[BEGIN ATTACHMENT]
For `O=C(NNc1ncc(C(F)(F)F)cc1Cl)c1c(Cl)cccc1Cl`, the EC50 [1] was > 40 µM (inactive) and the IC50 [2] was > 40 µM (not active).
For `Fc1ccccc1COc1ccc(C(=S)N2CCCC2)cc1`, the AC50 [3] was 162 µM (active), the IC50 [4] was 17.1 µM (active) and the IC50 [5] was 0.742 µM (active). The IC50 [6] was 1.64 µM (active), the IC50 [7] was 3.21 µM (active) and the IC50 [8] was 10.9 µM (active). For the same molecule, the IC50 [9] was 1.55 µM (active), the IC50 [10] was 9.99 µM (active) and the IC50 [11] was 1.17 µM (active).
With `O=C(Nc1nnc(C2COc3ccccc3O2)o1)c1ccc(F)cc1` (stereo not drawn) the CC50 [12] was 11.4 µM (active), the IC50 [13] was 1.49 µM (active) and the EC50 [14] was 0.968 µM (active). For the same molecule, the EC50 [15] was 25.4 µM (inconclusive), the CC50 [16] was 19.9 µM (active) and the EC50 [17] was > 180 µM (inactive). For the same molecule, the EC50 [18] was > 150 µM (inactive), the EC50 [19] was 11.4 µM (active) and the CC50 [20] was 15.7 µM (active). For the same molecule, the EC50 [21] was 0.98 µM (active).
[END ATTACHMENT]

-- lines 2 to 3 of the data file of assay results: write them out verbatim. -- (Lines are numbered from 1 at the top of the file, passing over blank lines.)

For `Fc1ccccc1COc1ccc(C(=S)N2CCCC2)cc1`, the AC50 [3] was 162 µM (active), the IC50 [4] was 17.1 µM (active) and the IC50 [5] was 0.742 µM (active). The IC50 [6] was 1.64 µM (active), the IC50 [7] was 3.21 µM (active) and the IC50 [8] was 10.9 µM (active). For the same molecule, the IC50 [9] was 1.55 µM (active), the IC50 [10] was 9.99 µM (active) and the IC50 [11] was 1.17 µM (active).
With `O=C(Nc1nnc(C2COc3ccccc3O2)o1)c1ccc(F)cc1` (stereo not drawn) the CC50 [12] was 11.4 µM (active), the IC50 [13] was 1.49 µM (active) and the EC50 [14] was 0.968 µM (active). For the same molecule, the EC50 [15] was 25.4 µM (inconclusive), the CC50 [16] was 19.9 µM (active) and the EC50 [17] was > 180 µM (inactive). For the same molecule, the EC50 [18] was > 150 µM (inactive), the EC50 [19] was 11.4 µM (active) and the CC50 [20] was 15.7 µM (active). For the same molecule, the EC50 [21] was 0.98 µM (active).